• Pattex blue backed double sided tape (NOT the red backed stuff) is OK for temporary fixing
  • Pattex polyurethane glue ("Krachtlijm" in Dutch, "Colle Forte" in French) is the best I've found. This stuff may have many different names. Just look for the word polyurethane, and make sure the stuff doesn't foam up, like many polyurethane glues do.
3. The fiber spacing tool.
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3. The fiber spacing tool.

4. Sticking the fibers onto double sided tape.
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4. Sticking the fibers onto double sided tape.

5. All fibers done, outer ring in place (there's still a gap to fill), glue setting while a tightened string presses everything together.
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5. All fibers done, outer ring in place (there's still a gap to fill), glue setting while a tightened string presses everything together.

6. And this is the contraption I ended up with. You can see the fuzzmount in the center with the ring holding the fibers around it, fiber ends polished and all.
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6. And this is the contraption I ended up with. You can see the fuzzmount in the center with the ring holding the fibers around it, fiber ends polished and all.

For those of you who will attempt this after reading this article, here's a tip: get proper tools to polish the ends of every single fiber! Otherwise forget the whole project. If you don't polish you may easily lose 75% of your light output, because the light will hardly enter the rough fiber end at the flash head side. It doesn't have to be shiny like a mirror, but leaving rough cuts would seriously spoil the results. Polishing requires you to get a 3 μm polishing film and takes a lot of time, not to mention it's tedious as heck. But patience is a virtue. On the other hand, you're already halfway there if you use a razor blade or other dangerously sharp blade to cut the fibers in the first place.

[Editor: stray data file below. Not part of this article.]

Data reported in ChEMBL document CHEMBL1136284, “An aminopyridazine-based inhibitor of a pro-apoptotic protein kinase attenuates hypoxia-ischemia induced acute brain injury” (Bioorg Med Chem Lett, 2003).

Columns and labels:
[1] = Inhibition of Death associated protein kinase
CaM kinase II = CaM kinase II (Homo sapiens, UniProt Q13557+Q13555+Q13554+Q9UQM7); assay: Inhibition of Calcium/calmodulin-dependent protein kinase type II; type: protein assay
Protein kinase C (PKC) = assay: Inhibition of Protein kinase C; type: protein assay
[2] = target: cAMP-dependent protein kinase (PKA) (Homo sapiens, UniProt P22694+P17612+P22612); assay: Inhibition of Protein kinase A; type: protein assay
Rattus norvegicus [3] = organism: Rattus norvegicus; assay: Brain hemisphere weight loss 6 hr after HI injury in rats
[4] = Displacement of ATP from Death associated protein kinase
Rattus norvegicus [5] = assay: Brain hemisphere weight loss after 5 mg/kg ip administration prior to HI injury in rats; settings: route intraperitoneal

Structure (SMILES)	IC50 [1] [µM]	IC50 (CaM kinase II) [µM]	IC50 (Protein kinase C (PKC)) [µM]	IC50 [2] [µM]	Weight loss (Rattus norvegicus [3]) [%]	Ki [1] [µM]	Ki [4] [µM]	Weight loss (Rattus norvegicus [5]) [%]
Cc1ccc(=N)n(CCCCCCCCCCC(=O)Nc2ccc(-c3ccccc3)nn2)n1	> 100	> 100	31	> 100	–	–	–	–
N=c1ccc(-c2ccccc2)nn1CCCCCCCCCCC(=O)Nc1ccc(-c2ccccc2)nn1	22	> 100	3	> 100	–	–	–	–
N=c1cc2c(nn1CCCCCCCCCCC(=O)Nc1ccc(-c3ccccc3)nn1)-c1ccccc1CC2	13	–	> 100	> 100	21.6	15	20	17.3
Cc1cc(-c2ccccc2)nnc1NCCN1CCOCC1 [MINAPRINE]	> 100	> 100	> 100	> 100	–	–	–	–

Next is connecting the 120 fiber ends to the flash head on my camera. It has to be easily detachable, preferrably with a clip thingy or something. Disappointingly, I discovered that, while 1 little fiber is very flexible, managing a bundle of 120 of these things is kind of a hassle. Putting the spring tension of this bundle onto the pop-up flash mechanism might damage it. Luckily, I also discovered that the temperature-controlled hot air soldering gun at my work place (A Weller WMD-3) is the perfect tool for safely and very slowly forming the fiber, and thus easing the tension. A hair dryer, very carefully applied, could also do the trick (at your own risk!). A reader got great results with hot water.

7. On with the show! I took some scrap pieces of acrylic and made a place holder for the fibers. Remember that nearly every camera is different when it comes to the shape of its pop-up flash, so what's shown here only works for the Konica Minolta Dynax/Maxxum 5D. But the general idea should work for many cameras.